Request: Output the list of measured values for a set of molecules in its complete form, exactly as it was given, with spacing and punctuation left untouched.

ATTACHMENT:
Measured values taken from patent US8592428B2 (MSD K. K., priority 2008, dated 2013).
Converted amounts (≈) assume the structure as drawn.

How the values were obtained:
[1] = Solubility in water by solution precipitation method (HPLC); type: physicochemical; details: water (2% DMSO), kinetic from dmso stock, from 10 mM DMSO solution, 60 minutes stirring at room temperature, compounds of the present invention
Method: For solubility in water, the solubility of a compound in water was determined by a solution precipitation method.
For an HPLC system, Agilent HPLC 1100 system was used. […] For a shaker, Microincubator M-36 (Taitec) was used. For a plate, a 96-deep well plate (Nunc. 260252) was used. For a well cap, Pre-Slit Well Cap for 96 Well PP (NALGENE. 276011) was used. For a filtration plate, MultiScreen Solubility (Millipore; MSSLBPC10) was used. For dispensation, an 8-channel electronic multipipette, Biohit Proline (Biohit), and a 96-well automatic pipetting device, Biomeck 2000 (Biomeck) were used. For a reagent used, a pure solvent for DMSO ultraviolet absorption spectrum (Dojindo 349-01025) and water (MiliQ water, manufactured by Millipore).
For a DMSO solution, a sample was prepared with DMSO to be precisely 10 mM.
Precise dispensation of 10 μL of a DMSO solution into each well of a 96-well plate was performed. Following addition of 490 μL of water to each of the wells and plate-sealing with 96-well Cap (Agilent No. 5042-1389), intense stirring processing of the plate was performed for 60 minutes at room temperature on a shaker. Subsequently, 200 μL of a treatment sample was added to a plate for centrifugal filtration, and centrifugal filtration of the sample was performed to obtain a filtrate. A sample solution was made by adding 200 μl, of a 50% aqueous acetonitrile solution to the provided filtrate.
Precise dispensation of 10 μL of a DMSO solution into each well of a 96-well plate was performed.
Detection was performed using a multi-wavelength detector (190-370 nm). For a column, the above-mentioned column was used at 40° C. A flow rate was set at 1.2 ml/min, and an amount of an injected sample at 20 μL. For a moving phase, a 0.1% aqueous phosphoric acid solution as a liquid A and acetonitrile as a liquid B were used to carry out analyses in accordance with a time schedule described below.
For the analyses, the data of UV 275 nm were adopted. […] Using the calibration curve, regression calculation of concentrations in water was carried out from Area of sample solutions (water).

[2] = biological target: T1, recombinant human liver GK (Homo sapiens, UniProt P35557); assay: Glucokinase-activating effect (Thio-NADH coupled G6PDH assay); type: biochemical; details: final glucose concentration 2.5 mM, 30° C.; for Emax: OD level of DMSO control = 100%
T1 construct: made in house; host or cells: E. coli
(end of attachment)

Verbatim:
Measured values taken from patent US8592428B2 (MSD K. K., priority 2008, dated 2013).
Converted amounts (≈) assume the structure as drawn.

How the values were obtained:
[1] = Solubility in water by solution precipitation method (HPLC); type: physicochemical; details: water (2% DMSO), kinetic from dmso stock, from 10 mM DMSO solution, 60 minutes stirring at room temperature, compounds of the present invention
Method: For solubility in water, the solubility of a compound in water was determined by a solution precipitation method.
For an HPLC system, Agilent HPLC 1100 system was used. […] For a shaker, Microincubator M-36 (Taitec) was used. For a plate, a 96-deep well plate (Nunc. 260252) was used. For a well cap, Pre-Slit Well Cap for 96 Well PP (NALGENE. 276011) was used. For a filtration plate, MultiScreen Solubility (Millipore; MSSLBPC10) was used. For dispensation, an 8-channel electronic multipipette, Biohit Proline (Biohit), and a 96-well automatic pipetting device, Biomeck 2000 (Biomeck) were used. For a reagent used, a pure solvent for DMSO ultraviolet absorption spectrum (Dojindo 349-01025) and water (MiliQ water, manufactured by Millipore).
For a DMSO solution, a sample was prepared with DMSO to be precisely 10 mM.
Precise dispensation of 10 μL of a DMSO solution into each well of a 96-well plate was performed. Following addition of 490 μL of water to each of the wells and plate-sealing with 96-well Cap (Agilent No. 5042-1389), intense stirring processing of the plate was performed for 60 minutes at room temperature on a shaker. Subsequently, 200 μL of a treatment sample was added to a plate for centrifugal filtration, and centrifugal filtration of the sample was performed to obtain a filtrate. A sample solution was made by adding 200 μl, of a 50% aqueous acetonitrile solution to the provided filtrate.
Precise dispensation of 10 μL of a DMSO solution into each well of a 96-well plate was performed.
Detection was performed using a multi-wavelength detector (190-370 nm). For a column, the above-mentioned column was used at 40° C. A flow rate was set at 1.2 ml/min, and an amount of an injected sample at 20 μL. For a moving phase, a 0.1% aqueous phosphoric acid solution as a liquid A and acetonitrile as a liquid B were used to carry out analyses in accordance with a time schedule described below.
For the analyses, the data of UV 275 nm were adopted. […] Using the calibration curve, regression calculation of concentrations in water was carried out from Area of sample solutions (water).

[2] = biological target: T1, recombinant human liver GK (Homo sapiens, UniProt P35557); assay: Glucokinase-activating effect (Thio-NADH coupled G6PDH assay); type: biochemical; details: final glucose concentration 2.5 mM, 30° C.; for Emax: OD level of DMSO control = 100%
T1 construct: made in house; host or cells: E. coli